April 8, 2013
Since the Greek government enacted the remarkable law that property taxes will be enforced via the electricity providers in the beleaguered country, an incredible 30,000 households per month have seen their power supply cut off. Ekathimerini reports that some 700,000 customers have now had their debts restructured (with payment plans) as part of the billing process; but what is perhaps incredible is that while the State has specifically banned ‘disconnection’ for not paying the property charges, the utility’s computer system is unable to distinguish if payment is for electricity or property tax. There are apparently workarounds involving deposits for tax debts but the situation is set to deteriorate further this year due to the increase in electricity rates and expected further reductions in household incomes.
About 1,000 electricity connections are cut every day in Greece as Public Power Corporation customers are increasingly unable to pay their power bills on time, while accumulated debts to the country’s electricity giant stood at more than 1.3 billion euros at the end of 2012. This is not only due to the economic crisis that has eaten into household incomes, but also to the special property tax paid via power bills.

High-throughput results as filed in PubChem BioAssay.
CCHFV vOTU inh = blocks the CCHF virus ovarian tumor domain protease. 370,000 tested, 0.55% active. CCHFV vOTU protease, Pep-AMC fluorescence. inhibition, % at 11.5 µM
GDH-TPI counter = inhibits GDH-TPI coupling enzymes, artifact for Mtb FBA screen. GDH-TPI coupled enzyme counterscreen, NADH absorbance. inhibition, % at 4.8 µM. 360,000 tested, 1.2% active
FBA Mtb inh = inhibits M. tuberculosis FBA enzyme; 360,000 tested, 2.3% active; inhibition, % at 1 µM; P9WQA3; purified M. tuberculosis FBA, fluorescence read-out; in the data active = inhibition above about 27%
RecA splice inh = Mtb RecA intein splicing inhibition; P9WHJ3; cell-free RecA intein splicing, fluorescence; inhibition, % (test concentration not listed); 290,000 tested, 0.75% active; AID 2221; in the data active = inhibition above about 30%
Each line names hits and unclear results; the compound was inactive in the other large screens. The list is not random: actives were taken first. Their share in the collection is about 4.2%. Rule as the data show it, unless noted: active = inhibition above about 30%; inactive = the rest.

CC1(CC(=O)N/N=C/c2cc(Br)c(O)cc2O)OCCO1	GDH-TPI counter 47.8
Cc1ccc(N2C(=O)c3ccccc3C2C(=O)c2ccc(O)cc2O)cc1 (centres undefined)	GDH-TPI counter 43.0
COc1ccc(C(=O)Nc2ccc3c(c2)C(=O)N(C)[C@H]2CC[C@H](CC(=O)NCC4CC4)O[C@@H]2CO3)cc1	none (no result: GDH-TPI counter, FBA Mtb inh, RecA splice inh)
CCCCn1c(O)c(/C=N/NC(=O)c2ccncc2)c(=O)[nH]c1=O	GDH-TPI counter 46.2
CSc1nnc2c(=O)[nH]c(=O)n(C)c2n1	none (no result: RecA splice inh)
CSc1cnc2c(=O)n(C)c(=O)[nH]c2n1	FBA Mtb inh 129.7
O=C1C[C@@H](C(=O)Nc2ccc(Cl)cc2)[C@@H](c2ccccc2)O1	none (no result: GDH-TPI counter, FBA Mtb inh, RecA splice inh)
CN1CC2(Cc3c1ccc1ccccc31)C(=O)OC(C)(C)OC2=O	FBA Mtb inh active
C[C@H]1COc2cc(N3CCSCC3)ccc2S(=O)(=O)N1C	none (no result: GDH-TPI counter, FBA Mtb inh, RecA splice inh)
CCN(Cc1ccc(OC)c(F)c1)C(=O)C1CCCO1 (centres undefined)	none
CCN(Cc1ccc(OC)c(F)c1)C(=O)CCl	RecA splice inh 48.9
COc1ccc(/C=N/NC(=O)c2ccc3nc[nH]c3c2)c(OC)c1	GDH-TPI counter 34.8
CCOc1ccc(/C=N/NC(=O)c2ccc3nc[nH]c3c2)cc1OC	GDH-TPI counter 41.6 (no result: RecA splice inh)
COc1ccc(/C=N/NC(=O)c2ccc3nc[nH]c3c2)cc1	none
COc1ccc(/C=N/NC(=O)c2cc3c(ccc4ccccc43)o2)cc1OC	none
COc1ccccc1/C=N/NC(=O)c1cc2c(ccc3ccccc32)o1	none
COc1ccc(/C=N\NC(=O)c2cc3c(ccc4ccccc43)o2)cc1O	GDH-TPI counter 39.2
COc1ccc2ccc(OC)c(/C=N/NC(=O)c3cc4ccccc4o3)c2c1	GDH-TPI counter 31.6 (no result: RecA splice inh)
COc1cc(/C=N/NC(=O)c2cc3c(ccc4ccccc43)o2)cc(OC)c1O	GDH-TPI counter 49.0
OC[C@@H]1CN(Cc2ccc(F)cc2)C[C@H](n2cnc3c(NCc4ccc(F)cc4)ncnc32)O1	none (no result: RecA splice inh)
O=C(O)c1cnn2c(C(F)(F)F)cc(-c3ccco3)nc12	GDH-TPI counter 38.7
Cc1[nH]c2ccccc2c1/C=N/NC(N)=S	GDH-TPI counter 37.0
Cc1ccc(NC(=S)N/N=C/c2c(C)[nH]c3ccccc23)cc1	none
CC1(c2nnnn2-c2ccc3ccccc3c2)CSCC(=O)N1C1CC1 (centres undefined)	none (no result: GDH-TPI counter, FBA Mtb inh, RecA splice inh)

PPC data show that some 700,000 customers had had their debts rearranged with new payment plans by the end of last year, up from 400,000 at the end of 2011. The situation is set to deteriorate this year due to the increase in PPC rates and expected further reductions in household incomes.
There is, however, a particular problem with the special property tax. While the Council of State has banned the disconnection of houses for not paying the property charge through the PPC bill, if customers do pay for their electricity, PPC’s software cannot distinguish between payment for the property tax and that for electricity. As a result, the corporation cannot tell whether consumers have paid toward their power bill or just a part of their property tax unless they have paid the full amount.
PPC says that this problem can be overcome by the taxpayers visiting the tax offices, where they can apply to have their property levy paid separately to the tax authority, which involves the payment of a 50-euro deposit. Afterward, any payment delay will only concern the customer and the tax office, and not PPC.
This article was posted: Monday, April 8, 2013 at 5:59 am